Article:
Digital skills

65 percent of organizations in India lacking digital skills are at risk of redundancy: Study

The surveyed organizations said that when digital skills are concerned, motivation remains key in the quick adoption of upskilling and reskilling programs

Simplilearn announced the results of a co-curated research report with People Matters, “Skilling 4.0 – A Study on Digital Readiness”. The study provides insights into how employees and employers are looking at technology skill readiness in the Indian workplace. This research was conducted from August to October 2019. More than 100 leading enterprises across different sectors participated, resulting in the following findings:

Bridging the digital skilling gap

As more innovative and sophisticated technologies come into being, the need for digital expertise arises in every sector. The People Matters report highlights that 87 percent of companies agreed that digital skilling is important for the future. Despite this, 65 percent of companies admitted that they do not have a clear roadmap to this process.

Talent is a priority

Bridging the skills gap demands immediate attention. Organizations are trying to meet market demands by turning to a combination of upskilling current employees and hiring new people. 85 percent of respondents stated that “training and upskilling existing talent,” is critical for their business. This was closely followed by “enabling a digital mindset at the leadership level” with 74 percent of respondents identifying it as a key priority. “Hiring the right digital talent” ranked third, at 61 percent.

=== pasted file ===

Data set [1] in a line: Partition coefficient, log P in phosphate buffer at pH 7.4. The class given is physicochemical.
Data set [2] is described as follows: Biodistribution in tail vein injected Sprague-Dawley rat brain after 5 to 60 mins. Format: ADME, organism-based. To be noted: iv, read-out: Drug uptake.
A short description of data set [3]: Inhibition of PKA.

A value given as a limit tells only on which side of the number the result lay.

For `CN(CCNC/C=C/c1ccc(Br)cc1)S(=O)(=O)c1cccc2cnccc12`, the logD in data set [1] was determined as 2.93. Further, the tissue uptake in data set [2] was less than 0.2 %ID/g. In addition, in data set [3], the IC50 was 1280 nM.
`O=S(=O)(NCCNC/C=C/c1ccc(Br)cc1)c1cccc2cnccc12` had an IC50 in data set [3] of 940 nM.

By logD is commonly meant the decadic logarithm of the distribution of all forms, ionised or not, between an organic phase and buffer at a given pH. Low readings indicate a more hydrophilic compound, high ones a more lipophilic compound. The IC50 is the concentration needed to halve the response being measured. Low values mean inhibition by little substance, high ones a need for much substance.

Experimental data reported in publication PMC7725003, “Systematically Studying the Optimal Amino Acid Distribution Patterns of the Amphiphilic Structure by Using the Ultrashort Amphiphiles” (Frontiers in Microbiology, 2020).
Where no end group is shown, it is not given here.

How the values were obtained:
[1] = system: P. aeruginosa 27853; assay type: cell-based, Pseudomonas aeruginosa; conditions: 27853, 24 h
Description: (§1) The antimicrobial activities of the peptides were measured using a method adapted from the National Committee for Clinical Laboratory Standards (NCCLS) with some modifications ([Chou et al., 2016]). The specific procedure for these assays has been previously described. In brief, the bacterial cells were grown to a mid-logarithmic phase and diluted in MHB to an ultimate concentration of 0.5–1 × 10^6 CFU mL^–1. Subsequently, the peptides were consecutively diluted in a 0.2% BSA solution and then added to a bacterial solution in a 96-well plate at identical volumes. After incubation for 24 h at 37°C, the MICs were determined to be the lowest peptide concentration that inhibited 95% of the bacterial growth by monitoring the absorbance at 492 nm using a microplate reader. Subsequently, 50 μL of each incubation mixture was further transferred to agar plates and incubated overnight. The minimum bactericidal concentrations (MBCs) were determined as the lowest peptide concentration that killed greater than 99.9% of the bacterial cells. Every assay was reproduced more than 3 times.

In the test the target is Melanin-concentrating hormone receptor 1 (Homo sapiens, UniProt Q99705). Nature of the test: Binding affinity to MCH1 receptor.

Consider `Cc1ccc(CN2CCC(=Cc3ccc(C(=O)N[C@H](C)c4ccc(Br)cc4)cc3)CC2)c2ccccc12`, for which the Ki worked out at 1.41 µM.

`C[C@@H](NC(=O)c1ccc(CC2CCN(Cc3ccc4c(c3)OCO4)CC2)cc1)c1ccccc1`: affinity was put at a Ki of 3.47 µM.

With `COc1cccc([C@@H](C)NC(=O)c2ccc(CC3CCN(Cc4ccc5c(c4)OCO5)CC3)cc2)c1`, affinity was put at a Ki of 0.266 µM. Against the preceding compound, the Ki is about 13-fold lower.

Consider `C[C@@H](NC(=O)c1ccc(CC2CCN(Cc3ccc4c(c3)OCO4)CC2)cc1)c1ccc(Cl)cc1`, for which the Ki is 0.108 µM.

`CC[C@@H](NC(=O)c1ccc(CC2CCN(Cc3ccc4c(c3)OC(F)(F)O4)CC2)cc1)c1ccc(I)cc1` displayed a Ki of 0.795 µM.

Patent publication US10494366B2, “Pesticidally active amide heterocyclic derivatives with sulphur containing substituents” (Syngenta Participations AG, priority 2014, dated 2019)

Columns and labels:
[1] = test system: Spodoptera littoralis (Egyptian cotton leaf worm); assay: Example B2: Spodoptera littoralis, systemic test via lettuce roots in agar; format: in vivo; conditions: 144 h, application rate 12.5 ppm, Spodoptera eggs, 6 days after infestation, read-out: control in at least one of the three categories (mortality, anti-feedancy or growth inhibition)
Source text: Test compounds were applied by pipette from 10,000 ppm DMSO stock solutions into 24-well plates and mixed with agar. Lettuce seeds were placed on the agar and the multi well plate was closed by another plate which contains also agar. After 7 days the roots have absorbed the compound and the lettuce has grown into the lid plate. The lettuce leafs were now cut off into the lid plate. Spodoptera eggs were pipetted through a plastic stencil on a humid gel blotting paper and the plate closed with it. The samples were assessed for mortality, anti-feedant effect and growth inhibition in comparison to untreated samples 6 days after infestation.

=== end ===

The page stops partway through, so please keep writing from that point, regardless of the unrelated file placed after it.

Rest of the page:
Top digital skilling challenges

With companies and individuals investing in upskilling and reskilling, the report highlights various aspects of the learning journey. When asked about defining the success of a digital skilling program, 63 percent of respondents said that a combination of three measures will determine success: employees ready to be deployed to projects immediately, retention, and improved engagement with employees. As mentoring and hands-on training becomes the new norm in digital skilling courses, it will be easier for companies to link these metrics to their learning programs.

Success factors of digital upskilling

Motivation remains key in the quick adoption of upskilling and reskilling programs. As the survey reveals, 74 percent of companies said they already have a rewards and recognition program associated with the digital skilling program, 48 percent employ internal and external recognition, 41 percent link digital skilling programs to performance reviews, and 43 percent associate them with new job opportunities.

Speaking on the findings of the report, Krishna Kumar, founder and CEO at Simplilearn said: “Organisations today are transitioning and redefining their businesses through the implementation of new technologies like AI & ML.  With technologies driving their future, new job roles rapidly emerge. The challenge is the absence of a modern, skilled workforce. To address this widening gap, employers are now focusing on skilling programs to help meet industry demands.  To help provide a real-world perspective, People Matters and Simplilearn conducted this study to draw attention to new insights about the changing landscape and the challenges that enterprises face.”

“Digital skilling is not just a term thrown around in the corporate structure; it stands as a necessity for personal and professional growth,” said Ester Martinez, CEO and editor-in-chief at People Matters. “As companies work with increasingly advanced technology and automation, employees must expand their abilities to ride this wave of innovation. These competencies are not just about understanding and working with technology but about problem-solving, critical thinking, interpreting data, and strategically using digital information.”

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